I find this very confusing.  In looking at the UC Davis approach, they did consider the source of nitrogen contamination, and in fact Figure 1 of the Executive Summary shows their breakdown of the nitrogen sources.  So what gives?  I think this is a last-ditch effort of agricultural interests to resist the reality of numbers staring them in the face.  After all, these are some of the most productive agricultural lands in the world (including 10% of US milk production), so anything that might decrease productivity is a threat.  But the number of drinking water wells with elevated nitrate in these basins is only increasing with time, and for agriculture to refuse to acknowledge complicity in the problem is to live with their heads in the sand.

Loopholes and Desert Springs

Making the rounds in the California news these days is a ploy by the owners of water rights in the Mojave Desert near Cadiz, to mine groundwater and sell it to utilities in southern California.  Currently, rainfall in the basin enters the groundwater table, traveling slowly underground to two dry salt lakebeds, where the water resurfaces and evaporates away.  The business group Cadiz, Inc. thinks that this is a waste of perfectly good water resources, and wants to extract the water just upstream of the lakes, deliver it just 50 miles to the Colorado River Aqueduct (map here), then make lots of money from the water sale.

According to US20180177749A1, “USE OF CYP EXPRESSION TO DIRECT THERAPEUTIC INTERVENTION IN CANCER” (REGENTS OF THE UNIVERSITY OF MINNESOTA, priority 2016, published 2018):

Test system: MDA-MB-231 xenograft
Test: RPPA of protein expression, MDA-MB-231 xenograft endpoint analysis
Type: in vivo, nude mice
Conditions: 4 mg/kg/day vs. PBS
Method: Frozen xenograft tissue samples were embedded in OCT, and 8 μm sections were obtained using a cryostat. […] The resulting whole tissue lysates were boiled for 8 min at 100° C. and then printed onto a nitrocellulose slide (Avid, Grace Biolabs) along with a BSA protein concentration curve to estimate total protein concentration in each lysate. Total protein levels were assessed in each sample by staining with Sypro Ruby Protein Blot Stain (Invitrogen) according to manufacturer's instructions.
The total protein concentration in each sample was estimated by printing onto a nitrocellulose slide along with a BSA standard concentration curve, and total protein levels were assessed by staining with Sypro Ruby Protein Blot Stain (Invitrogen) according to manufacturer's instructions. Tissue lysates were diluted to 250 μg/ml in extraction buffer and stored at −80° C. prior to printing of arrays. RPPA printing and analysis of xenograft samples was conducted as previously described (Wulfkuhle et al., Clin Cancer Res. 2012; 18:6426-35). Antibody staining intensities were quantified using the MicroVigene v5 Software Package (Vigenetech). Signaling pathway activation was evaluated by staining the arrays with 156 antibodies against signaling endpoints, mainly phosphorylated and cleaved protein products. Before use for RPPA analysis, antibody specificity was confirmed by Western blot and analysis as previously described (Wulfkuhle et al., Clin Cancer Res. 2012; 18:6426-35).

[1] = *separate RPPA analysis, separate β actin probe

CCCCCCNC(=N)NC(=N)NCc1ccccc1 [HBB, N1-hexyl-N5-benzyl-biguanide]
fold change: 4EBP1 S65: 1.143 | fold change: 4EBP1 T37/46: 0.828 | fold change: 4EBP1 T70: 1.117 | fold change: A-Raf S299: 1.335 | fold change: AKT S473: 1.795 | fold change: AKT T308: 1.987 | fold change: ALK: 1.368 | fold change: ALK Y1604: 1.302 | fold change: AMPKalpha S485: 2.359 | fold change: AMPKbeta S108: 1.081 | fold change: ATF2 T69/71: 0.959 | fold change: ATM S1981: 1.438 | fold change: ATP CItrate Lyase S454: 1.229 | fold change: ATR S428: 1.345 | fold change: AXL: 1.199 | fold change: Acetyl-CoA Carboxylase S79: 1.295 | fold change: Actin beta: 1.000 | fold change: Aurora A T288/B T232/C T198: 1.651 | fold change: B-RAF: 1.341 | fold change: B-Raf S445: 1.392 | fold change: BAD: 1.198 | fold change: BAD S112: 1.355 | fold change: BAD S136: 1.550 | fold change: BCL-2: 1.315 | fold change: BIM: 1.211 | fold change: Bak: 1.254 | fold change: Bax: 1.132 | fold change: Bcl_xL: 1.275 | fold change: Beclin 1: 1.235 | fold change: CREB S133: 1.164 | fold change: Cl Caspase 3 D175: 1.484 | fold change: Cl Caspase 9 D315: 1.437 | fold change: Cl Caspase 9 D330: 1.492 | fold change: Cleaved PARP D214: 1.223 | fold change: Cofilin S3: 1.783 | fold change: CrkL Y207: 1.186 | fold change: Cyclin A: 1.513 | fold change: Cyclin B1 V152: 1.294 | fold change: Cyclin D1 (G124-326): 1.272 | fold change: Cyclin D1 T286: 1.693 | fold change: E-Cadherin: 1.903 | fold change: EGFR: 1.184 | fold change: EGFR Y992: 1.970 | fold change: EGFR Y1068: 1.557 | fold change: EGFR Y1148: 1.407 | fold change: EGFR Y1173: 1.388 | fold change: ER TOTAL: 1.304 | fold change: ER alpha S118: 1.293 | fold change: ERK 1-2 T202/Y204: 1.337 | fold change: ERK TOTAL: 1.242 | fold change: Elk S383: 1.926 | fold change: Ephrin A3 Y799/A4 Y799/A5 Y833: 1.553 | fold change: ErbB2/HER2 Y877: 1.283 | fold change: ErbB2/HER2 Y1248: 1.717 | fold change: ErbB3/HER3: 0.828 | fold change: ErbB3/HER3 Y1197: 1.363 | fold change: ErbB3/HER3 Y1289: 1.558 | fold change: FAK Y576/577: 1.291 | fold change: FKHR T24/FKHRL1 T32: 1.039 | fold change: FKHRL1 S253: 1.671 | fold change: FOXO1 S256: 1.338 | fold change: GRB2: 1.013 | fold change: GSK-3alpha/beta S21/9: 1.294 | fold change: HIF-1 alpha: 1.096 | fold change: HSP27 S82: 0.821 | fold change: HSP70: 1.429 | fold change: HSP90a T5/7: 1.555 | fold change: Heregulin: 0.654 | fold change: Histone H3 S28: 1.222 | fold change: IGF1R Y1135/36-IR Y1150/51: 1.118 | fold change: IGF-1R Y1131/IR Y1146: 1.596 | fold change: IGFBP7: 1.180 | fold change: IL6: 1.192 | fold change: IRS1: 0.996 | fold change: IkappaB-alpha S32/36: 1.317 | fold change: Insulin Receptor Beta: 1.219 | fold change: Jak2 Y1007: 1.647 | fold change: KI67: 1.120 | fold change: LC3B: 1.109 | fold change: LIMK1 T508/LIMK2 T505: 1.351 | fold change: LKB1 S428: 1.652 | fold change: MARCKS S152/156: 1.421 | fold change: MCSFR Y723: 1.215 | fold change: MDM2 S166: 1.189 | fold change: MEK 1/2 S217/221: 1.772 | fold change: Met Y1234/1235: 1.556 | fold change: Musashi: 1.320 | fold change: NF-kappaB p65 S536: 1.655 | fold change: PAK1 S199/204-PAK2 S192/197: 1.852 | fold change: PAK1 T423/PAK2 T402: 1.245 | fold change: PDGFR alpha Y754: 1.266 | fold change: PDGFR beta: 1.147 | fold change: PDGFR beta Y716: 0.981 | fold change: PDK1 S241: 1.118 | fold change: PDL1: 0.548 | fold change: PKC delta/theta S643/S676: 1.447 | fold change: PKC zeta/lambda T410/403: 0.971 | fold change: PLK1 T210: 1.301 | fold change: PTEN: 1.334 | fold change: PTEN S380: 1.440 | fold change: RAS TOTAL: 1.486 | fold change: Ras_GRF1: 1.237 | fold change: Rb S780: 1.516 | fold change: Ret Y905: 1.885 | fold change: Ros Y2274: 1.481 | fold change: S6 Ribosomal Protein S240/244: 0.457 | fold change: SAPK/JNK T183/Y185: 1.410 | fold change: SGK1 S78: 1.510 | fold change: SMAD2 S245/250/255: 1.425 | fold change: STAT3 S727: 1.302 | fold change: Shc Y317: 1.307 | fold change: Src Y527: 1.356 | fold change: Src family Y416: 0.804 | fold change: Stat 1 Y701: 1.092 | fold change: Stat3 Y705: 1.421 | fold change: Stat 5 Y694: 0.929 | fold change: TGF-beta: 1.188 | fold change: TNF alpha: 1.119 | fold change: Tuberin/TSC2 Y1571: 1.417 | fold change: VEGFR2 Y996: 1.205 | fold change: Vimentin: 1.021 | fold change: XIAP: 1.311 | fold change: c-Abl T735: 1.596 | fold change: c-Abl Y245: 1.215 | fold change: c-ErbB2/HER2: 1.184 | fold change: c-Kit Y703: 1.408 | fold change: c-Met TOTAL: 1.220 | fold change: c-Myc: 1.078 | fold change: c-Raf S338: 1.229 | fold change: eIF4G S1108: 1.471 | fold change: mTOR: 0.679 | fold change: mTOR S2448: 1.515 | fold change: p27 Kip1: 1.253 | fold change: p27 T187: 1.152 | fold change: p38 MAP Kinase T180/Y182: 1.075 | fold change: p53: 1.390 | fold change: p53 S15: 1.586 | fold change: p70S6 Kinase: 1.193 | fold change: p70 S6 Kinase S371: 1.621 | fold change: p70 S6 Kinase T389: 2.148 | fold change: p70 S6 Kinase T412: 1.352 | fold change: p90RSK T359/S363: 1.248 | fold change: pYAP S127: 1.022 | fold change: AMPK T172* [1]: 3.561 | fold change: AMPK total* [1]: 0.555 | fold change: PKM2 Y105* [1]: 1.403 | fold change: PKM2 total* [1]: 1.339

There are a couple of problems with this approach.  First, the groundwater in question supplies natural springs in the Mojave Natural Preserve, and the actual impact of pumping on the springs is likely to be different than the “no impact” that the businessmen assume.  Secondly, the exraction plan is completely unsustainable.  The Cadiz group has estimated the annual recharge of the basin for the past 50 years, and assumes that this will continue for the coming 100 years.  They then intend to extract 100 years’ worth of recharge in just 50 years.  The second 50 years will allow the basin to rebound from the intensive extraction.  Third, even with such an odd plan, independent scientists suggest that the actual natural recharge rate is 10-50% of the rate that Cadiz assumes, meaning that it will take many centuries for the basin to recover.

I saw the Cadiz scientists present their data monitoring plan in Sacramento a couple of weeks ago at a Groundwater Resources Association of California legislative symposium.  It was a terrible presentation, in my opinion — lots of figures with tiny writing and too many slides, so that we never got the full message of each slide.  It felt like they were trying to sell us on something bogus.  There were many questions from the professionals in the room, ranging from the impact of extraction on local rainfall to the potential of the dry lakebeds to turn into environmental hazards in the way that Owens Lake has. (Owens Lake’s inflow was diverted to the Los Angeles Aqueduct nearly 100 years ago, but the dry lake sediments that have been exposed are a huge dust and air pollution problem, and LA has been forced to cut back on its diversions to keep the sediments wet.)  Theoretically this would be addressed in the Environmental Impact Report, but Cadiz is trying to get away with the minimum impact assessment because they’re on former railroad territory, which gets an exemption from much of the state and federal environmental legislation.